Just after my month of fieldwork in Cuba, I went to Burkina Faso to attend a workshop organised by Prof Dorothea Schulz (University of Cologne) and Dr Nadine Sieveking (University of Leipzig), funded by the German Point Sud programme.
Entitled ‘Culture as a Resource – Understanding the Role of Art and Cultural Performance in Envisioning the Future’, the workshop gathered a nice mixture of academics from Africa (Senegal, Mali, Zimbabwe, South Africa, Guinea, Nigeria, Ghana) and Europe (France, Germany, UK, Belgium) in order to address and compare debates and issues raised in Africa around the notion of Culture as a resource for the development, a process largely entangled within international guidance and partnerships.
Switching between French and English, cultural policies from Anglophone and francophone African countries were explored by the different speakers, allowing each of us to enlighten the workshop differently and enrich our own domain of expertise.
Throughout the week, the innovative format of the workshop alternated between paper presentations, fieldwork visits, public debates and brainstorming sessions. Thanks to such an interesting form of organisation, we were able to meet some of the main cultural actors of Burkina Faso and to visit important cultural sites, especially in the realms of dance and theater.
Thus we visited Centre de Développement Chorégraphique – La Termitière run by two famous Burkinabè dancers/choreographers Salia Sanou and Seydou Boro. We were lucky enough to see the latter performing on stage at Village Opera, a cultural initiative outside Ouagadougou where we went as well.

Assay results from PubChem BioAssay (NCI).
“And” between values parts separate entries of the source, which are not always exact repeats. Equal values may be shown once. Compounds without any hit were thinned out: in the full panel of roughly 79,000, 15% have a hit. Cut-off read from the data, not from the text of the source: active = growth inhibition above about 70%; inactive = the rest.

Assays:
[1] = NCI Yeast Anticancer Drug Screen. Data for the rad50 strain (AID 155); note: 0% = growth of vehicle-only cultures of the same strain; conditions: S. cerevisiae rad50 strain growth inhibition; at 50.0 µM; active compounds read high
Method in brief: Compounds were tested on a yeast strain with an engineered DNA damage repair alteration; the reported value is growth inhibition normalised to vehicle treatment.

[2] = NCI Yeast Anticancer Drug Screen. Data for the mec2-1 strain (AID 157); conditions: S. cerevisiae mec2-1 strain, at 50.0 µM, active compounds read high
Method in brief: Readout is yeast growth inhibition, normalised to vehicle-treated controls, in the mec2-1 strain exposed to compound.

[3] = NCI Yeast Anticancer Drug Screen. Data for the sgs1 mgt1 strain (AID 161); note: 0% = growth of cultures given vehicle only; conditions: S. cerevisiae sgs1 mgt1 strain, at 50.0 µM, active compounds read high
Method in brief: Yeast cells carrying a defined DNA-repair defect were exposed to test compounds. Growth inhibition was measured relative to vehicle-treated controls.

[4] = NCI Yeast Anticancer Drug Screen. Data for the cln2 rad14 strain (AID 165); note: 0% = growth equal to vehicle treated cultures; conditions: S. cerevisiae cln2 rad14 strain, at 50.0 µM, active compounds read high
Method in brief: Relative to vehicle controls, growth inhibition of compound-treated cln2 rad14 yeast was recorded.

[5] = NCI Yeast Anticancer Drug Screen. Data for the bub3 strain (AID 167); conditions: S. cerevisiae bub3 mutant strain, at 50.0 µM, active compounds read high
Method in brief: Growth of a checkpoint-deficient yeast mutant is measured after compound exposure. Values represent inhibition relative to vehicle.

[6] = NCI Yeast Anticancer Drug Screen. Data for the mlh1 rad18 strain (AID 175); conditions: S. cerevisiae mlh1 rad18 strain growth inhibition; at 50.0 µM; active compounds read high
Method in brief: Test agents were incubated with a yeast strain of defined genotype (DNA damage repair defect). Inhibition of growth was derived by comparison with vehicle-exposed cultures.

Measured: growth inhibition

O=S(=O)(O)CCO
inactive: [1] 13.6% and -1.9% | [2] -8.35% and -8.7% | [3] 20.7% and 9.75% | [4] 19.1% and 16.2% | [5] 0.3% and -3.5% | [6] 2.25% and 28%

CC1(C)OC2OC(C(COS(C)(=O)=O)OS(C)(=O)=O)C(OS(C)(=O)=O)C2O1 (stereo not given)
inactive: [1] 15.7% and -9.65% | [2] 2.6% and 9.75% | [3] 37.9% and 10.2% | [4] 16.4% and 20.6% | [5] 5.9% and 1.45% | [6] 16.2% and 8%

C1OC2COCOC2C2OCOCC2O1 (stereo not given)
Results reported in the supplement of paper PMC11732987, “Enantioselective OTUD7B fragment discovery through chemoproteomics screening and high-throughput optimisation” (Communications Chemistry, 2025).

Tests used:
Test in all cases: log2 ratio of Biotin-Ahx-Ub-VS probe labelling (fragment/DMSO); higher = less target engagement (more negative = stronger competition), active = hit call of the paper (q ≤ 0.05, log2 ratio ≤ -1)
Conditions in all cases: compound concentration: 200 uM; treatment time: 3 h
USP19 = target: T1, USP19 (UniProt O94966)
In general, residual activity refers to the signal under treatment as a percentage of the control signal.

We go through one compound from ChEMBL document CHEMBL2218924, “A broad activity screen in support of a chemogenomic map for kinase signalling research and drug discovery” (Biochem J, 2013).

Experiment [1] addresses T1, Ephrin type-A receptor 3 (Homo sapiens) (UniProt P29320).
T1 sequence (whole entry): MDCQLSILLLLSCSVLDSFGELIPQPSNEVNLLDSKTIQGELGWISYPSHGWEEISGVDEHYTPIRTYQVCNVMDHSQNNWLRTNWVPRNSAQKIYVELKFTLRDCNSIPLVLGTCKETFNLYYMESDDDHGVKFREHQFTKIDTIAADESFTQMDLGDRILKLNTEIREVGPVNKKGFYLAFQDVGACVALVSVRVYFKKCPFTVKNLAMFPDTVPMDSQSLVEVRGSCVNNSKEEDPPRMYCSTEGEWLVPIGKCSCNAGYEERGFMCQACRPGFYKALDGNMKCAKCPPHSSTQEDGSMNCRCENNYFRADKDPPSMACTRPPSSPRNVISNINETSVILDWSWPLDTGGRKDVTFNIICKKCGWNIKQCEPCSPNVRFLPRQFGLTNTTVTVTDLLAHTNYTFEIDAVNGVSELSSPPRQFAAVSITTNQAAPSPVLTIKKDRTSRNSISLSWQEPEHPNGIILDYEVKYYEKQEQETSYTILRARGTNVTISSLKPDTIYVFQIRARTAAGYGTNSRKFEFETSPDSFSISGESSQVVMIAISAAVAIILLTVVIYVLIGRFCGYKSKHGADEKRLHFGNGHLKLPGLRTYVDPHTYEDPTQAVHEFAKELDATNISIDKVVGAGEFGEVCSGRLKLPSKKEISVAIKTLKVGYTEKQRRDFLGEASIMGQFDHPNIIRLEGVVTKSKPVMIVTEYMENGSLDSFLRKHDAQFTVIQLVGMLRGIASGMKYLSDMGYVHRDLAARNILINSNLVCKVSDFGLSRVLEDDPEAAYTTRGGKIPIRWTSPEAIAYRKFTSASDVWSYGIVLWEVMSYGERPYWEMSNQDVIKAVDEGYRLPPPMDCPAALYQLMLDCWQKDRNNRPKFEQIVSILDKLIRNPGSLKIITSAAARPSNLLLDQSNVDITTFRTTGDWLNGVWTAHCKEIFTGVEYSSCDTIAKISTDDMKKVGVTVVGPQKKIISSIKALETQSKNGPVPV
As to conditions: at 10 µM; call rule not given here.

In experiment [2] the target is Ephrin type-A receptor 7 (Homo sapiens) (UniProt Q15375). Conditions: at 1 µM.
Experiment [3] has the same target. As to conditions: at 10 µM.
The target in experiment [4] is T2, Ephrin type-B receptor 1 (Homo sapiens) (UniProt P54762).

En route to the village, we visited the open-air granite sculptures site of Laongo, at about 40 km from Ouagadougou.
Besides these, we also visited the private dance school of Irene Tassembedo, the Museum of Music recently renovated and the CENASA (Centre National des Arts du Spectacle et de l’Audiovisuel), the main state structure for arts and culture.
In addition to the official programme, I could get a little glimpse on the nightlife of Ouagadougou by going to some open-air music dance bars called ‘maquis’ where I mostly danced coupé-décalé or listened to West African music groups.
But as the experts of Ouagadougou said to me, the overall ambiance of the city was quite subdued, both because of the post-insurrection climate and pre-Christmas and New Years’ eve celebrations.
Interestingly, this week in Burkina Faso was also filled with news from Cuba as the announcement of the reopening of contacts with the US was made just at the same time. And as an echo, whereas I left a Cuba that was celebrating the anniversary of events of the Castro Revolution, I arrived in Burkina just after the social movement ‘Balai citoyen’ led to the departure of Blaise Compaoré, president of Burkina Faso since 1987. The spectrum of these revolutions, both past and present, accompanied me from one side to the other of the Black Atlantic, casting long political shadows on the cultural activities I was engaged in and researching on both sides.
All images are courtesy of Elina Djebbari
Featured image: CENASA (Centre National des Arts du Spectacle et de l’Audiovisuel)